Thankfully, it has been our office policy for as long as I can remember that we DO NOT come into the office in the evenings or on the weekends to see a person who isn’t a patient of record. This policy was put in place to protect our staff from the possible dangers meeting a stranger at night in an empty office might bring. It is also against our office policy to prescribe medications to individuals who are not patients of record at our office, thus relieving us of the decision to call in a prescription for a desperate “potential” patient seeking prescription medications late at night or on the weekends. Instead, we refer them to the local emergency room, which is always open and staffed with extremely capable physicians to help manage pain.

I remember being particularly alarmed and immediately suspicious when a patient would claim, “Only the 10 mg. Lortab tablets work for me. Could I get 30 of them, please?” It seemed awfully convenient that they knew what drug and just how much of it they desired on a Saturday night. Looking back, I wonder how often these drugs were blindly prescribed across America for patients, all parties involved having no idea how harmful and addictive the drugs could and would be.

Slowly, very slowly, we began opening our eyes as a society to the dangers of the prescription narcotics. We, as dental professionals, were also learning more about the addictions patients faced while consuming the drugs. The movement took years and sadly cost many people addicted to opioids their families, their homes, their jobs and, for some, their lives.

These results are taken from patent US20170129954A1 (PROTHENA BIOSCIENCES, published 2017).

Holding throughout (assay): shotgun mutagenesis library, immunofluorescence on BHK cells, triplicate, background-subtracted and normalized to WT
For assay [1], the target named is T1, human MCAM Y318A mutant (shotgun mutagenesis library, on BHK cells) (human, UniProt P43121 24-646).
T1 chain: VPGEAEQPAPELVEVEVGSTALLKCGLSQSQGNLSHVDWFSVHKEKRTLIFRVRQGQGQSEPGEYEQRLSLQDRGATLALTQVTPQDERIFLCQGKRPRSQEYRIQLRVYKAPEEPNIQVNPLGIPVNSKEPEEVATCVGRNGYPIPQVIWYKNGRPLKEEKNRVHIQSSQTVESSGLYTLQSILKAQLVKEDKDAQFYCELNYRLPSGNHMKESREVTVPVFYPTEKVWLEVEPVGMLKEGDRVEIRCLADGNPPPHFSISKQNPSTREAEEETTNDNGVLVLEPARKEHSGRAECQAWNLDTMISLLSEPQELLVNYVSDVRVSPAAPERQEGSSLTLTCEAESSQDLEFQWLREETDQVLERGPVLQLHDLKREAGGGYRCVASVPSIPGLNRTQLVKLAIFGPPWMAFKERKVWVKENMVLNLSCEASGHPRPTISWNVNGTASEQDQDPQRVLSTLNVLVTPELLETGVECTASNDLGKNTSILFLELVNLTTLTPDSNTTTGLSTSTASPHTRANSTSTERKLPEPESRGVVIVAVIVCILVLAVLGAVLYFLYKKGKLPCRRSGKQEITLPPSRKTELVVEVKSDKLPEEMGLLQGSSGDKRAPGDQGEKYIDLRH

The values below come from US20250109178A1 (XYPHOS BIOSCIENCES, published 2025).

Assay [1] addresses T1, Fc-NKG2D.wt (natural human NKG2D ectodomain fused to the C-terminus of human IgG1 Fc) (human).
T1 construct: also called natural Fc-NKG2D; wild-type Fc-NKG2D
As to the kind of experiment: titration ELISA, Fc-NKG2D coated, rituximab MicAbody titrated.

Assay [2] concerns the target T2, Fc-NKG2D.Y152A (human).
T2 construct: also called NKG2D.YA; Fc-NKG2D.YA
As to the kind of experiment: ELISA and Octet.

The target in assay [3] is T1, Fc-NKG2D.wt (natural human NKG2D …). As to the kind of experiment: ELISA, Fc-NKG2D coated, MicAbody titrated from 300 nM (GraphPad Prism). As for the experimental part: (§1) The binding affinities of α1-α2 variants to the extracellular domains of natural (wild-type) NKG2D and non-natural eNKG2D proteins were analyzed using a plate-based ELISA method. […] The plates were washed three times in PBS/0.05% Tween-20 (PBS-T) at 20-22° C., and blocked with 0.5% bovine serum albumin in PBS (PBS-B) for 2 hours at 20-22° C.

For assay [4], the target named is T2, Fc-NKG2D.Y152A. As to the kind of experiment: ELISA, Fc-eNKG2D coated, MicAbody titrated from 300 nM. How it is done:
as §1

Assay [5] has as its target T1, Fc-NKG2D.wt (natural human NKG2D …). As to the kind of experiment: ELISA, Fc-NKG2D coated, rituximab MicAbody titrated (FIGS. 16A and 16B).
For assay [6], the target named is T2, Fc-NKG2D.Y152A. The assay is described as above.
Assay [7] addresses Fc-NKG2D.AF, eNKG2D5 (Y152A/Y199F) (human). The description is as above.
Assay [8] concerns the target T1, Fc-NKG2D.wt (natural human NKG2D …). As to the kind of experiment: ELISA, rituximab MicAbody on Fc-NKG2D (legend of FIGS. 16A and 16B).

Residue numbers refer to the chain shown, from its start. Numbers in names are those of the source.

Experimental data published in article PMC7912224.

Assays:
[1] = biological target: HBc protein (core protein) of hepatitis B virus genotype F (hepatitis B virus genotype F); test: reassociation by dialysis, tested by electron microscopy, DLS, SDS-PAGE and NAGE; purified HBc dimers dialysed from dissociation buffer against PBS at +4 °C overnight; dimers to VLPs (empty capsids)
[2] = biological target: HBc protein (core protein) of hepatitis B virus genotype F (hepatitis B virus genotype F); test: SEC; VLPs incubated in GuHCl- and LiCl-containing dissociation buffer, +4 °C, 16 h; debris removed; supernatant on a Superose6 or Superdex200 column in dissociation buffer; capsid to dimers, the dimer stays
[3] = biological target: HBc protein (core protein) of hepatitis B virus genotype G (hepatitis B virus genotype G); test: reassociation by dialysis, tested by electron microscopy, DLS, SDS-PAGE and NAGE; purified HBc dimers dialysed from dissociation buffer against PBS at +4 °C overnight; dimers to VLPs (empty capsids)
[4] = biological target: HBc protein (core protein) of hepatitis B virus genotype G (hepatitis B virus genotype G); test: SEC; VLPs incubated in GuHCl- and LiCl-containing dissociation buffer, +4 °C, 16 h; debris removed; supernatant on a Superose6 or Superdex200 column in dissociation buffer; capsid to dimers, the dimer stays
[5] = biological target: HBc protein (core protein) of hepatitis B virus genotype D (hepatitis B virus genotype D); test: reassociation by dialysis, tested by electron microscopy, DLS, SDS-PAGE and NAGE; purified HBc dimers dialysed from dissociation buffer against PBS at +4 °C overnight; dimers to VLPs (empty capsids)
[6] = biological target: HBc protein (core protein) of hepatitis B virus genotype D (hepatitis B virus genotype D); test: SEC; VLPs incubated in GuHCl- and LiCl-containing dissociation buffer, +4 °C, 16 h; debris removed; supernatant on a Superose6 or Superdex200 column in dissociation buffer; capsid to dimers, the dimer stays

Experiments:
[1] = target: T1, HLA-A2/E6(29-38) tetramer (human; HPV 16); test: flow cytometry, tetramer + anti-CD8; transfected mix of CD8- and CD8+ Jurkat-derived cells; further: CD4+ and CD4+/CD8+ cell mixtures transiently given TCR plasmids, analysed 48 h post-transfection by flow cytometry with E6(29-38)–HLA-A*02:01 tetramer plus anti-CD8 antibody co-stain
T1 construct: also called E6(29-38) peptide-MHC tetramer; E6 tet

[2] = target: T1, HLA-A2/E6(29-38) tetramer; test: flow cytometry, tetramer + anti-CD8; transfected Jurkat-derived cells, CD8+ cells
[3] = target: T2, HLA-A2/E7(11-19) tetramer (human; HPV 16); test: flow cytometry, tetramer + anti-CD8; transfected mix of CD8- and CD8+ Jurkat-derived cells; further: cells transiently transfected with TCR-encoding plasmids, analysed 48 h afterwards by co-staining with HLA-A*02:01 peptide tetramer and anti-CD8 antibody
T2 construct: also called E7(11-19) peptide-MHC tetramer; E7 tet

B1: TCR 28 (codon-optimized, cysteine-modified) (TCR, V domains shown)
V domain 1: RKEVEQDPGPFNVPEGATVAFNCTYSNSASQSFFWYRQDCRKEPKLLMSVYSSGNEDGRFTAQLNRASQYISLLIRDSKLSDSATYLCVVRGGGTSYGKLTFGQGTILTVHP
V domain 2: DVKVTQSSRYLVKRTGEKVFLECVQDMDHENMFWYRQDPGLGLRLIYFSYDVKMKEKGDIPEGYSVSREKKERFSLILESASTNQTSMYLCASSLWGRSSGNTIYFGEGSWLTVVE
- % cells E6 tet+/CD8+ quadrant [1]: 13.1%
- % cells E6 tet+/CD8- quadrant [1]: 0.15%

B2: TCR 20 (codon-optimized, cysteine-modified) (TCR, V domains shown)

Recently, the FDA has clamped down on prescription opioids. The dependencies people have developed to the drugs have reached epidemic levels throughout the United States. Drastic and immediate measures needed to take place to control the opioids and I believe we are starting to see a positive change. Education on the drugs and their potential hazards are more widely shared with the public. We are now aware of the frighteningly fast rate of dependency some people suffer from with opioids.

Today at Pike Lake Dental Center, we almost never prescribe narcotics for our patients. Instead, we give our patients detailed instructions for managing their pain without strong and potentially addictive prescription medications. It is amazing how discomfort can be controlled by means other than potentially addicting prescription medications.

The way prescription opioids are ordered by practitioners through pharmacies has also dramatically changed over the years. No longer can an office simply call a pharmacy and order up 10 tablets of Lortab for a patient. A computer generated, watermarked prescription must be printed and signed by the ordering dentist or physician and be hand delivered to the pharmacy by the patient. We don’t even have the old-school prescription pads at our office anymore. Instead of large quantities of the medications, we now prescribe 2 or 3 pills at a time, not 10, and certainly no refills without carefully monitored patient progress.